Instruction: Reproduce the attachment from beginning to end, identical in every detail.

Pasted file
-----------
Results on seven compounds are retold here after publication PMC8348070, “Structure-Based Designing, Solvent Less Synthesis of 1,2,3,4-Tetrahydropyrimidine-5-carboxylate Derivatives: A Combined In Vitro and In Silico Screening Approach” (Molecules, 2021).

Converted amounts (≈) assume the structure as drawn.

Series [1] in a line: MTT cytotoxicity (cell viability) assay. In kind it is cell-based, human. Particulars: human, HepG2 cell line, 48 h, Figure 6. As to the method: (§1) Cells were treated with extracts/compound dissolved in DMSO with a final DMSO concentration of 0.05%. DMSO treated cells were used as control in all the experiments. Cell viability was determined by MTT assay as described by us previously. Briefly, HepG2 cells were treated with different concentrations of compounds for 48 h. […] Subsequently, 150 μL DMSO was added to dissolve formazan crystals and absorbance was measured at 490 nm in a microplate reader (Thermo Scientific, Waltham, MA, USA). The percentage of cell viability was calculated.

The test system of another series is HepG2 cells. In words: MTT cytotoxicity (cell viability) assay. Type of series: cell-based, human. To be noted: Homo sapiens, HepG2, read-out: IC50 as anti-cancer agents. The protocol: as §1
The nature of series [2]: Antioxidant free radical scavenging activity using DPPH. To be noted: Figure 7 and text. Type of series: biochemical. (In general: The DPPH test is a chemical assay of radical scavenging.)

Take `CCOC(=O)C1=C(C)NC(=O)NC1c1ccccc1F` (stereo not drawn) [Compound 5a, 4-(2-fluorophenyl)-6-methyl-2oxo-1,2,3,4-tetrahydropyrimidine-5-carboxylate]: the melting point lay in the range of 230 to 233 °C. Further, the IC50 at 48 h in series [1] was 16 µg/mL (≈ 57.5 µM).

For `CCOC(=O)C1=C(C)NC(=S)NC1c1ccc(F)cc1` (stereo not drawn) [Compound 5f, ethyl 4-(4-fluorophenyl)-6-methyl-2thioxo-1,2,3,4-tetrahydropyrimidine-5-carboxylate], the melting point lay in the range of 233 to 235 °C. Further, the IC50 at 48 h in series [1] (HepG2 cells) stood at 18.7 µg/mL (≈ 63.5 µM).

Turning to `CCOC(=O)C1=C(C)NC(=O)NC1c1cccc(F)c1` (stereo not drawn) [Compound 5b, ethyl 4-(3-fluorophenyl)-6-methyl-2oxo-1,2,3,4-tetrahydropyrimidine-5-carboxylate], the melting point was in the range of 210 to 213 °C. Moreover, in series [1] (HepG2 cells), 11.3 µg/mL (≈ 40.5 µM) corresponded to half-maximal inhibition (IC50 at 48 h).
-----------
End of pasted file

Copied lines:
Results on seven compounds are retold here after publication PMC8348070, “Structure-Based Designing, Solvent Less Synthesis of 1,2,3,4-Tetrahydropyrimidine-5-carboxylate Derivatives: A Combined In Vitro and In Silico Screening Approach” (Molecules, 2021).

Converted amounts (≈) assume the structure as drawn.

Series [1] in a line: MTT cytotoxicity (cell viability) assay. In kind it is cell-based, human. Particulars: human, HepG2 cell line, 48 h, Figure 6. As to the method: (§1) Cells were treated with extracts/compound dissolved in DMSO with a final DMSO concentration of 0.05%. DMSO treated cells were used as control in all the experiments. Cell viability was determined by MTT assay as described by us previously. Briefly, HepG2 cells were treated with different concentrations of compounds for 48 h. […] Subsequently, 150 μL DMSO was added to dissolve formazan crystals and absorbance was measured at 490 nm in a microplate reader (Thermo Scientific, Waltham, MA, USA). The percentage of cell viability was calculated.

The test system of another series is HepG2 cells. In words: MTT cytotoxicity (cell viability) assay. Type of series: cell-based, human. To be noted: Homo sapiens, HepG2, read-out: IC50 as anti-cancer agents. The protocol: as §1
The nature of series [2]: Antioxidant free radical scavenging activity using DPPH. To be noted: Figure 7 and text. Type of series: biochemical. (In general: The DPPH test is a chemical assay of radical scavenging.)

Take `CCOC(=O)C1=C(C)NC(=O)NC1c1ccccc1F` (stereo not drawn) [Compound 5a, 4-(2-fluorophenyl)-6-methyl-2oxo-1,2,3,4-tetrahydropyrimidine-5-carboxylate]: the melting point lay in the range of 230 to 233 °C. Further, the IC50 at 48 h in series [1] was 16 µg/mL (≈ 57.5 µM).

For `CCOC(=O)C1=C(C)NC(=S)NC1c1ccc(F)cc1` (stereo not drawn) [Compound 5f, ethyl 4-(4-fluorophenyl)-6-methyl-2thioxo-1,2,3,4-tetrahydropyrimidine-5-carboxylate], the melting point lay in the range of 233 to 235 °C. Further, the IC50 at 48 h in series [1] (HepG2 cells) stood at 18.7 µg/mL (≈ 63.5 µM).

Turning to `CCOC(=O)C1=C(C)NC(=O)NC1c1cccc(F)c1` (stereo not drawn) [Compound 5b, ethyl 4-(3-fluorophenyl)-6-methyl-2oxo-1,2,3,4-tetrahydropyrimidine-5-carboxylate], the melting point was in the range of 210 to 213 °C. Moreover, in series [1] (HepG2 cells), 11.3 µg/mL (≈ 40.5 µM) corresponded to half-maximal inhibition (IC50 at 48 h).